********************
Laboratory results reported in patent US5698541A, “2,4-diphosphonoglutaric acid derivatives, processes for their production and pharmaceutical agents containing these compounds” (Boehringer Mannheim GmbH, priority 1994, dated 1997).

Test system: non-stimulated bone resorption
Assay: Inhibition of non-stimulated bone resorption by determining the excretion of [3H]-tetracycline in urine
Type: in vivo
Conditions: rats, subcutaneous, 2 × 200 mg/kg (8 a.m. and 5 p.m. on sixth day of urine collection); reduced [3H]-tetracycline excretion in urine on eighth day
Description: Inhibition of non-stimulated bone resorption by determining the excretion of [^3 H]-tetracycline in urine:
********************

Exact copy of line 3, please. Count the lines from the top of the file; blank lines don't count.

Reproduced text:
Assay: Inhibition of non-stimulated bone resorption by determining the excretion of [3H]-tetracycline in urine